Share Email Print

Proceedings Paper

Discriminating man-made and natural objects in sidescan sonar imagery: human versus computer recognition performance
Format Member Price Non-Member Price
PDF $17.00 $21.00

Paper Abstract

Sidescan sonar is increasingly accepted as the sensor of choice for sea minehunting over large areas in shallow water. Automatic Target Recognition (ATR) algorithms are therefore being developed to assist and, in the case of autonomous vehicles, even replace the human operator as the primary recognition agent deciding whether an object in the sonar imagery is a mine or simply benign seafloor clutter. Whether ATR aids or replaces a human operator, a natural benchmark for judging the quality of ATR is the unaided human performance when ATR is not used. The benchmark can help when estimating the performance benefit (or cost) of switching from human to automatic recognition for instance, or when planning how human and machine should best interact in cooperative search operations. This paper reports a human performance study using a large library of real sonar images collected for the development and testing of ATR algorithms. The library features 234 mine-like man-made objects deployed for the purpose, as well as 105 instances of naturally occurring clutter. The human benchmark in this case is the average of ten human subjects expressed in terms of a receiver operating characteristic (ROC) curve. An ATR algorithm for man-made/natural object discrimination is also tested and compared with the human benchmark . The implications of its relative performance for the integration of ATR are considered.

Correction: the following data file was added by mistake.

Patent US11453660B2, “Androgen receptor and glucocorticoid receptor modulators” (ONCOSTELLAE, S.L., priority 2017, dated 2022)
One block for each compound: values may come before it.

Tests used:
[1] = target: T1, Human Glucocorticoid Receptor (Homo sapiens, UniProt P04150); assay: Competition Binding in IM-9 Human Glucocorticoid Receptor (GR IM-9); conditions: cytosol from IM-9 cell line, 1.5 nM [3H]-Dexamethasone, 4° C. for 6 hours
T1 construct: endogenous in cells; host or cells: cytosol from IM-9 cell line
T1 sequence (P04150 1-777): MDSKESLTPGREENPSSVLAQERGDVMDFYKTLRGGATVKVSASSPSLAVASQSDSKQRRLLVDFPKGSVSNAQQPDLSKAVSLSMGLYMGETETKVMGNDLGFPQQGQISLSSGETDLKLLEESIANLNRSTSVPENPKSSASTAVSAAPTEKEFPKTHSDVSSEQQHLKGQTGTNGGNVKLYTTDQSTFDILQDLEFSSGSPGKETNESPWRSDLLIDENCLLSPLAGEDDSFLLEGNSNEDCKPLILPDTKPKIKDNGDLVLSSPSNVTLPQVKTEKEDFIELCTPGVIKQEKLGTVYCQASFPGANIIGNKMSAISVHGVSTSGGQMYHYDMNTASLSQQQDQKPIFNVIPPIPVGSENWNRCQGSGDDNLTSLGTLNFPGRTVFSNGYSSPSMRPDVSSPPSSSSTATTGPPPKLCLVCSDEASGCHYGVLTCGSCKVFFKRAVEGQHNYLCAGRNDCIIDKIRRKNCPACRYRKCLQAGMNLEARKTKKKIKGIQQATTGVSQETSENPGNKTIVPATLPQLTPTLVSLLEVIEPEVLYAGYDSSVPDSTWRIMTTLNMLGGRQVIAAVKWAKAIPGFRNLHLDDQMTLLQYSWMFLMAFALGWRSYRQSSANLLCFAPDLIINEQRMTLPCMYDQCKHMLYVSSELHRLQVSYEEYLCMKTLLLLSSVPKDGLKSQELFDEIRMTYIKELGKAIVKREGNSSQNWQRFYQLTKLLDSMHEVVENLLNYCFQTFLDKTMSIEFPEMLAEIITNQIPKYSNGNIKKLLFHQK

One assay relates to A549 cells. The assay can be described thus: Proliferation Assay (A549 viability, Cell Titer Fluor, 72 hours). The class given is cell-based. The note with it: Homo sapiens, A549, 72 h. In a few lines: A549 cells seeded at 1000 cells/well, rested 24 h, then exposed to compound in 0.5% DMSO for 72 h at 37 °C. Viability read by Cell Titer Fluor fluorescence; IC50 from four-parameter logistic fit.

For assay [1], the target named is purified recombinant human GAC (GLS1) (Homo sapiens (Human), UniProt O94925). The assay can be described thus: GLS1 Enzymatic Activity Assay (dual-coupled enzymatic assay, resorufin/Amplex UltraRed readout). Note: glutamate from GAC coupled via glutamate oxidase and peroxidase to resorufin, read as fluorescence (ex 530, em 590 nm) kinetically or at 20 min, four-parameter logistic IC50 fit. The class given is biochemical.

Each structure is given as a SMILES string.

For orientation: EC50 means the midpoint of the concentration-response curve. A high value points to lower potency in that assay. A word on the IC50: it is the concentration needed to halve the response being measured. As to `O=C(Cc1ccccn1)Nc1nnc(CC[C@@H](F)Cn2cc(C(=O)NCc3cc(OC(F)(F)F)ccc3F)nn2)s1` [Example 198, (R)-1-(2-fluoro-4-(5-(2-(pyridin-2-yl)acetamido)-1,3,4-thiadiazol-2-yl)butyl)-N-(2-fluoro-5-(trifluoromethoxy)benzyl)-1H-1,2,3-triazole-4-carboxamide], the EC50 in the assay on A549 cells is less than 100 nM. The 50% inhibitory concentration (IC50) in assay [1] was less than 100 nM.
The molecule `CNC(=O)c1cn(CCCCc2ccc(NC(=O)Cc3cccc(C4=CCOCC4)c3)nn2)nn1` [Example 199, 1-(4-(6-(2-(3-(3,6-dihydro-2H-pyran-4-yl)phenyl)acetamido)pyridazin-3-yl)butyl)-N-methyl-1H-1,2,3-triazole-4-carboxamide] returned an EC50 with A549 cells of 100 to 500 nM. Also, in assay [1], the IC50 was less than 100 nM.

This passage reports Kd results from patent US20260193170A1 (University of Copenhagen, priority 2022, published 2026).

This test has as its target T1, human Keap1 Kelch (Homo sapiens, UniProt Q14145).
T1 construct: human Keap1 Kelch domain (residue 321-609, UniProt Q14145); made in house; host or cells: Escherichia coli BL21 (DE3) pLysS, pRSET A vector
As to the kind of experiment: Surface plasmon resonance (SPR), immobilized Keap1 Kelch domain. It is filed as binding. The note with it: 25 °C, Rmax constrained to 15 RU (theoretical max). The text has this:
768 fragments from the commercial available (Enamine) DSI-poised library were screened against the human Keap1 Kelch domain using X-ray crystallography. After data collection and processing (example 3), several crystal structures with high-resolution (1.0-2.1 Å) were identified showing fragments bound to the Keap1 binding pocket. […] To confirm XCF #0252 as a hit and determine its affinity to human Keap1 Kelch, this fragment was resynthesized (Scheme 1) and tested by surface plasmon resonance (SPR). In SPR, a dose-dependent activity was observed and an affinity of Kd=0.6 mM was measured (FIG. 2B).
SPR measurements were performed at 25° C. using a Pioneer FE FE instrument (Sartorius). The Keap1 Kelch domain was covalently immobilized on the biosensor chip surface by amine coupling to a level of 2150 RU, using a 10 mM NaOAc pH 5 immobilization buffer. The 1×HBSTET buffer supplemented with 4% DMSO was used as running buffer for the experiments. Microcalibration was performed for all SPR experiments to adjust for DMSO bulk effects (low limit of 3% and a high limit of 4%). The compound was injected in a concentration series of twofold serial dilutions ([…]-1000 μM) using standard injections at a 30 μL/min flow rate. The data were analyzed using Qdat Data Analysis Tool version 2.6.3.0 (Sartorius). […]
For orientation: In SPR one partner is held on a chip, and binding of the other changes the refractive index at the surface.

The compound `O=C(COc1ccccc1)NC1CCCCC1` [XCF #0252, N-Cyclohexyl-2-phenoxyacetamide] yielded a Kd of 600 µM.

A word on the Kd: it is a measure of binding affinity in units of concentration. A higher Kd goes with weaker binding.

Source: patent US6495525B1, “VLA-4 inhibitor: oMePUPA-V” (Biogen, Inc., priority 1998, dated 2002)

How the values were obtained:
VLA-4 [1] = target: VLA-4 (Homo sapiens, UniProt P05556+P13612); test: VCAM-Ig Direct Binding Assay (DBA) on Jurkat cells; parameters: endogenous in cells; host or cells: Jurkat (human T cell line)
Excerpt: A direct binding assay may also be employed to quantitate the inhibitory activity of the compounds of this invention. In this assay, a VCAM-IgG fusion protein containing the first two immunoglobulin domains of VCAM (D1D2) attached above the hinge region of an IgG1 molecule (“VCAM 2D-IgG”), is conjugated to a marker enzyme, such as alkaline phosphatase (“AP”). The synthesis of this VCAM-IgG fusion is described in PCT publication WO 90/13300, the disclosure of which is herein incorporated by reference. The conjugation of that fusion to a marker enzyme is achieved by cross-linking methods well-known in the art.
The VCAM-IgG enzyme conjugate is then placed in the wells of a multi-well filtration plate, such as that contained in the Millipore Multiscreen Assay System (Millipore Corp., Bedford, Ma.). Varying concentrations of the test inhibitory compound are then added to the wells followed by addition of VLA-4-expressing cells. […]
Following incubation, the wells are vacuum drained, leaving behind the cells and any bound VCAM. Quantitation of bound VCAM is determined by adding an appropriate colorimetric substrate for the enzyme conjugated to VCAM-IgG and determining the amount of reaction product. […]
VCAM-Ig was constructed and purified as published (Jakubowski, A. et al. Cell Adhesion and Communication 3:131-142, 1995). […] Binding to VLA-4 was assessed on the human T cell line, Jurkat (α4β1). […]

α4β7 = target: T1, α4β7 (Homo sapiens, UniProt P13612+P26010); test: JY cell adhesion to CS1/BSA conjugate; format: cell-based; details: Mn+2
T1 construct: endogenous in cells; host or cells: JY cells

Paper Details

Date Published: 19 May 2005
PDF: 12 pages
Proc. SPIE 5807, Automatic Target Recognition XV, (19 May 2005); doi: 10.1117/12.602717
Show Author Affiliations
Ronald T. Kessel, Defence R&D Canada (Canada)
Vincent L. Myers, NATO Undersea Research Ctr. (Italy)

Published in SPIE Proceedings Vol. 5807:
Automatic Target Recognition XV
Firooz A. Sadjadi, Editor(s)

© SPIE. Terms of Use
Back to Top
Sign in to read the full article
Create a free SPIE account to get access to
premium articles and original research
Forgot your username?